I begin with the strongest condemnation I can muster of the destruction of the Korean airliner and the consequent deaths of 269 innocent civilians on board. Averell joins me in this condemnation.
Not only was the Soviet action completely indefensible, but the attitude of the Soviet government following this tragedy has added insult to injury.
Far from venturing to apologize, the Soviet Union has attempted to blame our nation for instigating the incident.
These Soviet actions demonstrate again that they are a country driven by fear and insecurity.
The difficult question is not how do we feel, but what do we do, and therein lies the dilemma for America today.
First, some say we now cannot trust the Soviets. I say we never have, and I ask how could we, for the reaction which resulted in the destruction of Korean Flight 7 is an instance of that ultimate reliance on force which led to Poland and Afghanistan, Czechoslovakia and Hungary.
My second observation concerns the potential for miscalculation. During our meeting with President Yuri Andropov in June, he spoke of ''the threat of a war incomparable with the horrors we went through previously.'' ''This war,'' he said, ''may perhaps not occur through evil intent, but could happen through miscalculation.''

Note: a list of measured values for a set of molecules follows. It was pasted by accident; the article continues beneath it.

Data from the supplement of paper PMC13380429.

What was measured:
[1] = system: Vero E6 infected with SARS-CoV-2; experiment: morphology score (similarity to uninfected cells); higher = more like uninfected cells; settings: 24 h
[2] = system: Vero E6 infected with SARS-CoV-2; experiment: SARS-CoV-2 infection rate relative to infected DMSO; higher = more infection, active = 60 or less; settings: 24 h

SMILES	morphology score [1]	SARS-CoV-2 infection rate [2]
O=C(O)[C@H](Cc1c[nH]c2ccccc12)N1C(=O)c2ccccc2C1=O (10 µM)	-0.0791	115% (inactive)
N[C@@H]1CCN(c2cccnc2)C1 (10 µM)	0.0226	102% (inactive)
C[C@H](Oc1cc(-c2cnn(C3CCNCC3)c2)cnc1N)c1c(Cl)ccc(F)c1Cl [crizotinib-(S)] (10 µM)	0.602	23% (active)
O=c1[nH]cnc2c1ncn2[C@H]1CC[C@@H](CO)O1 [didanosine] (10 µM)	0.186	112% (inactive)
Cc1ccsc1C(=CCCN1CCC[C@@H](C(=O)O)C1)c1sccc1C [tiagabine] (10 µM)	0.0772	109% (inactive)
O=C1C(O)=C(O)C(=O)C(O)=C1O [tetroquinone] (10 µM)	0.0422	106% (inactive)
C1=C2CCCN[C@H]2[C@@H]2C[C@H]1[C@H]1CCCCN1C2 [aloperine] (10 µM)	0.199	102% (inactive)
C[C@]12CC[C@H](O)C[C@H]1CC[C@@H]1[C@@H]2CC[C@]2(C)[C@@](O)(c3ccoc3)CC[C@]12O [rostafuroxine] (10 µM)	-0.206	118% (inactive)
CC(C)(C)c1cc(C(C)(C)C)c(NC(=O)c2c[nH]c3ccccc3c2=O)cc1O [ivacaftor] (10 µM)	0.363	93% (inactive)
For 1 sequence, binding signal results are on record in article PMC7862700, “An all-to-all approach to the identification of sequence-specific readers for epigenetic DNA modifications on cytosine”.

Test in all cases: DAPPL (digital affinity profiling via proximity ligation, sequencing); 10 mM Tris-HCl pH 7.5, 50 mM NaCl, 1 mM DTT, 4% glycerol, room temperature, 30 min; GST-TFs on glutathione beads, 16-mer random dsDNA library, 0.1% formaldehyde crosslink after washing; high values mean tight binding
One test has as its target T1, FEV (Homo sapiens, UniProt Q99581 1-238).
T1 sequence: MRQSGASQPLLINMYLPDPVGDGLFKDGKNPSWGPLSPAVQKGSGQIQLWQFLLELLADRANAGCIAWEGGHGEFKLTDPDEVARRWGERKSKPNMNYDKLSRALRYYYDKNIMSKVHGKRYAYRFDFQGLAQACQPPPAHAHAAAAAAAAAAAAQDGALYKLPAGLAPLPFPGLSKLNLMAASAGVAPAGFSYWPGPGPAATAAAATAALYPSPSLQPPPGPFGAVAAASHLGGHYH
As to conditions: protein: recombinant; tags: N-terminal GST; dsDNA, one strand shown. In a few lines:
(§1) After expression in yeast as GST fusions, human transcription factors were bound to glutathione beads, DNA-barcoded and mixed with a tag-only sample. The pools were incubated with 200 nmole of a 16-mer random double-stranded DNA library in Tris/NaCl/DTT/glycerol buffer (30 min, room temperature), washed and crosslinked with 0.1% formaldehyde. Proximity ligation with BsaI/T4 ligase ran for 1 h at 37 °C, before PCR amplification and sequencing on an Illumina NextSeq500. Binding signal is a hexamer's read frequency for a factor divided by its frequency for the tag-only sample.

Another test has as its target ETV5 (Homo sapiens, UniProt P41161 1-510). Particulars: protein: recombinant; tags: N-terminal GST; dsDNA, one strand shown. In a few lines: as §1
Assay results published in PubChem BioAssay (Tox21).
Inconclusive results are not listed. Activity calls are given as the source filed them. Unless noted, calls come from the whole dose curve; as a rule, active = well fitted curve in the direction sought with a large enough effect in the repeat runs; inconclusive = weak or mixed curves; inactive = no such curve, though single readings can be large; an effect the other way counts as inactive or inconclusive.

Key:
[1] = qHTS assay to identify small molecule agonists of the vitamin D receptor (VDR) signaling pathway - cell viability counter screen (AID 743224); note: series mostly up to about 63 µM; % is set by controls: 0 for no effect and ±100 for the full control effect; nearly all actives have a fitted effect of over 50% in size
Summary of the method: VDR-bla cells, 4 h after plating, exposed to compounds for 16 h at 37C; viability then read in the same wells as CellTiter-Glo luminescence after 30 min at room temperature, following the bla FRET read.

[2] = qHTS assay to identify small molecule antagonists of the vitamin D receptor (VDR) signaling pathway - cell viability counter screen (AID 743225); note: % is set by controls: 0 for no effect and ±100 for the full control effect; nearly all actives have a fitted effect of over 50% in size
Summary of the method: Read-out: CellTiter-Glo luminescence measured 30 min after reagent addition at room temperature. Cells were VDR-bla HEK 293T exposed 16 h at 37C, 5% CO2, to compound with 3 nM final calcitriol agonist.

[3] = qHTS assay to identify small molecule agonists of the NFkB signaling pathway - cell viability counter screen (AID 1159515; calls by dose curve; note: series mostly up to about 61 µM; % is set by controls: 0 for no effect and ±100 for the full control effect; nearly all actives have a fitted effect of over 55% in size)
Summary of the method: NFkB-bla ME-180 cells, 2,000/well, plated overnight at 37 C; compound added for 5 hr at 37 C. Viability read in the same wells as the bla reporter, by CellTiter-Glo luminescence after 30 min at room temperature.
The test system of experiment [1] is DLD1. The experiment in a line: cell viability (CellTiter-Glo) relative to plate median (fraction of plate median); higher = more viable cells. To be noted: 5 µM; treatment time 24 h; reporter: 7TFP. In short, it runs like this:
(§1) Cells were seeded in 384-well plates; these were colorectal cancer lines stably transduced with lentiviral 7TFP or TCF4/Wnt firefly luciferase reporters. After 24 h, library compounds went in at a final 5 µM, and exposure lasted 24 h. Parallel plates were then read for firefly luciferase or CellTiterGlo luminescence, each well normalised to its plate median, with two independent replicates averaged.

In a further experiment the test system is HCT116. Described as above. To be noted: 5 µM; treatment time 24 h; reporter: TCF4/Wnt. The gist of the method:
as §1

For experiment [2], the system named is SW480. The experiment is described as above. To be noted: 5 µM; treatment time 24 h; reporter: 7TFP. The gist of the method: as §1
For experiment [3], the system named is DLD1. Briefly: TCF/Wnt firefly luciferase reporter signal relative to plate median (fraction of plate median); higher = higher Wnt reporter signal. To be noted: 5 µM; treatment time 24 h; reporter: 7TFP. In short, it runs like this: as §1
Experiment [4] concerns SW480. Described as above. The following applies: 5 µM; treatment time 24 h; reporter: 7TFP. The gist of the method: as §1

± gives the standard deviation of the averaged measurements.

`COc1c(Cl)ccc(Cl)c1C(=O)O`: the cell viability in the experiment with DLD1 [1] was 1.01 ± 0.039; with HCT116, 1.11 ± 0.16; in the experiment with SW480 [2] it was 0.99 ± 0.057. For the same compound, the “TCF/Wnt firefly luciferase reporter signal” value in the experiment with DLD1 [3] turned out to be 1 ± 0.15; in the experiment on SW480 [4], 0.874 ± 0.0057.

Regardless of who made the decision to fire on Flight 7, or under what set of assumptions, a terrible miscalculation occurred. That such a mistake can be made in today's explosive world should unsettle us all.
In this case, the Soviets had over two hours to decide. We can only pray that Soviet missile procedures are not governed by the same apparent rigidity, for if either side thought it saw a nuclear missile in flight, the time for decision would be less than half an hour.
This leads to my third, and most important, observation - the necessity for nuclear arms control.
Arms control is not a favor we do for the Soviet Union.
Arms control is plain, hardheaded, calculated national interest - United States national interest.
President (Reagan's) hardline advice to decades of predecessors suddenly found no basis when confronted with the stark realities of the nuclear age.
Today, when we are again in crisis, with the shadows of confrontation growing and the clouds of conflict gathering anew, we need more than ever to follow the wise counsel of Winston Churchill when he said, ''It is better to jaw, jaw than to war, war.''
From a recent speech delivered to the Woman's National Democratic Club, Washington.